ISSCC>2002: Analog, Online

Feb. 4, 2002
Other session 13 highlights include a presentation by Maxim Integrated Products, which introduces a fifth-order multibit delta-sigma (Δ-Σ) analog-to-digital converter (ADC) with 14-bit resolution and a 4-MHz conversion bandwidth (Paper 13.4).

Other session 13 highlights include a presentation by Maxim Integrated Products, which introduces a fifth-order multibit delta-sigma (Δ-Σ) analog-to-digital converter (ADC) with 14-bit resolution and a 4-MHz conversion bandwidth (Paper 13.4). For higher integration and reduced costs, it's implemented in 0.18-µm CMOS. It uses a data-weighted averaging (DWA) algorithm in the feedback loop to improve the spurious-free dynamic range (SFDR) by about 20 dB. The ADC achieves an SFDR of 103 dB at a low oversampling ratio of 8 (see the figure).

To minimize component sensitivity, modulators in this design are based on low-Q biquad circuits. Because this topology also exhibits low sensitivity to finite op-amp dc gain, it facilitates operation at a supply voltage of as low as 1.8 V, where it consumes about 149 mW, with the analog portion accounting for 102 mW. This work was conducted in collaboration with the Department of Electrical & Computer Engineering of Oregon State University, Corvallis.

The drive to push ADCs closer to the RF front end of a highly digitized Universal Mobile Telecommunication System (UMTS) receiver has prompted developers at Philips Research Laboratories to craft a fourth-order continuous-time Δ-Σ modulator with a 1.5-bit quantizer and a feedback digital-to-analog converter (Paper 13.5).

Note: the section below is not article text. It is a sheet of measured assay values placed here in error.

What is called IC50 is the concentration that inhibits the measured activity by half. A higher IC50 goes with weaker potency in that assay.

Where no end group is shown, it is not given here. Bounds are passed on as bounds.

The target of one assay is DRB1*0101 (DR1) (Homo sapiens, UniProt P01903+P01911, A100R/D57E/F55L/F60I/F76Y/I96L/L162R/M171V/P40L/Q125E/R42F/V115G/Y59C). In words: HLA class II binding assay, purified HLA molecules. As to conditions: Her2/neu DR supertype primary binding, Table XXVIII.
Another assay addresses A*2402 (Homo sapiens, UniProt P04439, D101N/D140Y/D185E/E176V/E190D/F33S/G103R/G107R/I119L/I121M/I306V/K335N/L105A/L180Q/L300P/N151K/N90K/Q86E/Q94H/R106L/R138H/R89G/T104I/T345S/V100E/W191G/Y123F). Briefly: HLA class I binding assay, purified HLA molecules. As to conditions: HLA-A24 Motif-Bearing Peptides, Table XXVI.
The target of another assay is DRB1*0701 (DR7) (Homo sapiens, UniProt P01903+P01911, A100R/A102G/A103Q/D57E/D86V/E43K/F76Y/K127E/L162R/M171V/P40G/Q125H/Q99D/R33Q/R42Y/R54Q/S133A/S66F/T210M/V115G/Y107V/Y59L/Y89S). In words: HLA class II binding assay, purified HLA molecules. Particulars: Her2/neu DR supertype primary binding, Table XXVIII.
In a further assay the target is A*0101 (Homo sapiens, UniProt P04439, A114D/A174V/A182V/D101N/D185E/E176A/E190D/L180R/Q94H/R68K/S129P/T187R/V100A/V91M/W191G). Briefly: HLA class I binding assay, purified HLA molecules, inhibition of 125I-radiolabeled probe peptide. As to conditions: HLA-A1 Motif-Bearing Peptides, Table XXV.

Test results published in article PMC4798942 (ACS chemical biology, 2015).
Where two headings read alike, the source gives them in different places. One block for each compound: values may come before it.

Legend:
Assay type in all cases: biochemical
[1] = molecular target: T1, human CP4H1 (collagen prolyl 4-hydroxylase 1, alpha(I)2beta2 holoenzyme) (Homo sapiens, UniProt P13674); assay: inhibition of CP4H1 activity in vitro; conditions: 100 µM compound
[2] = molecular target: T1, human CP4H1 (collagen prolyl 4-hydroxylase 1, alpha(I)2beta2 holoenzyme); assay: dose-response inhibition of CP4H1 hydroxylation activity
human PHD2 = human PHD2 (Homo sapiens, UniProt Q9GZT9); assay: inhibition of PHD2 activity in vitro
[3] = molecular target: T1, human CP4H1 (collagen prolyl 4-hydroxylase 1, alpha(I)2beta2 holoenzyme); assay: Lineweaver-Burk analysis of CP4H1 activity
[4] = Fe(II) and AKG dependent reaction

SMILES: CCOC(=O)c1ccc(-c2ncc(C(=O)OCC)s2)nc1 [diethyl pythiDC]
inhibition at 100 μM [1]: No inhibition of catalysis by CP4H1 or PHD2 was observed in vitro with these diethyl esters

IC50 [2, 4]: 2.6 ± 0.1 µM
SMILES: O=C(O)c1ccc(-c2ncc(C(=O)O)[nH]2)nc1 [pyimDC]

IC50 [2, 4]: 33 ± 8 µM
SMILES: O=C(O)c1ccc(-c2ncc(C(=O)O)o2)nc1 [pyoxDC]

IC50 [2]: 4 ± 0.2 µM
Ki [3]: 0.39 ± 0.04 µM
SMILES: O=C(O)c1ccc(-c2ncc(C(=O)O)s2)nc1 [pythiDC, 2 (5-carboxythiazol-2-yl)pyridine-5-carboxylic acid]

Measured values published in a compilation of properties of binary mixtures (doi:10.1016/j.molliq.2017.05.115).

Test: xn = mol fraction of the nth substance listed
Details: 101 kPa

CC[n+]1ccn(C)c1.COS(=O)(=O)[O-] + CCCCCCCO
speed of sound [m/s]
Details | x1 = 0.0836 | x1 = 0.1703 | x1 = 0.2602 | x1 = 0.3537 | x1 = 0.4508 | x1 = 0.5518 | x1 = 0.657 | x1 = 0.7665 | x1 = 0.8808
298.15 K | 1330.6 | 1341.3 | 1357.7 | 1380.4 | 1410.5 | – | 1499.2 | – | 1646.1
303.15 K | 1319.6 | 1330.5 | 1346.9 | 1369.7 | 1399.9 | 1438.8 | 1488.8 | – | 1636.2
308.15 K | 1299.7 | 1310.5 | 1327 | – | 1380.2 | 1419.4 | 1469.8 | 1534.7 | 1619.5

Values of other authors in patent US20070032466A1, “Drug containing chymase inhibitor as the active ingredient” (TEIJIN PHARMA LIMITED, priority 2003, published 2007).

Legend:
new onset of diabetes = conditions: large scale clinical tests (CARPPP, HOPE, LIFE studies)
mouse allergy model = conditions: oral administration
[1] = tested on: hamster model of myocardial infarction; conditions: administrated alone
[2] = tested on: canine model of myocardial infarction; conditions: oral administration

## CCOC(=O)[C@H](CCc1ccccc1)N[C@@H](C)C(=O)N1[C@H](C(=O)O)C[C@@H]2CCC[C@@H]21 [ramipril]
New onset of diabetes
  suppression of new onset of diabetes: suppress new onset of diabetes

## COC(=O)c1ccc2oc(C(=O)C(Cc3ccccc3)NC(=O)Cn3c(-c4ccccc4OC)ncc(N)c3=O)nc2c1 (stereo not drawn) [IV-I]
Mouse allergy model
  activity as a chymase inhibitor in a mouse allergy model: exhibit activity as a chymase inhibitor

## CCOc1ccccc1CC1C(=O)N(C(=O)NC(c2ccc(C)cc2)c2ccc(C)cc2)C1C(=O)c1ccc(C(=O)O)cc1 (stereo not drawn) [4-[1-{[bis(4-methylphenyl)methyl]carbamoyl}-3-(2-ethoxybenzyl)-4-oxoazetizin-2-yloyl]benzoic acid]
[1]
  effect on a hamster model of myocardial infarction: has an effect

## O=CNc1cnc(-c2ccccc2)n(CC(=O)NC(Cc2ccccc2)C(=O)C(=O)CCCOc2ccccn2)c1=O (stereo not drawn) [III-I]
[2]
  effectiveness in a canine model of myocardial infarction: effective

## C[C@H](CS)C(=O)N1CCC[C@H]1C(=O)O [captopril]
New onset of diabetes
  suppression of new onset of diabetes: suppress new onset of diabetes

This design has a 70-dB dynamic range with a bandwidth of 2 MHz . It employs a three-level quantizer to reduce quantization noise and sensitivity to clock jitter, while obtaining good linearity without using dynamic element-matching techniques. The sampling rate is 153.6 MHz for an oversampling ratio of 40. This chip, which has two modulators, a PLL, an oscillator, and a bandgap reference, dissipates 11.5 mW at 1.8 V. It's implemented in 0.18-µm CMOS.

In another accomplishment, researchers at Infineon Technologies, in cooperation with the Technical University of Munich, Germany, successfully lowered the supply voltage for a voiceband Δ-Σ ADC to 0.7 V (Paper 18.3). A second-order switched-op amp Δ-Σ modulator with MOSFET capacitors for linearization is used. The MOSFET capacitors enable the ADC to maintain compatibility with a fully digital mainstream CMOS process. Because it employs different common-mode voltages for the op amp's inputs and outputs, this design doesn't require low-Vt devices or bootstrapping.

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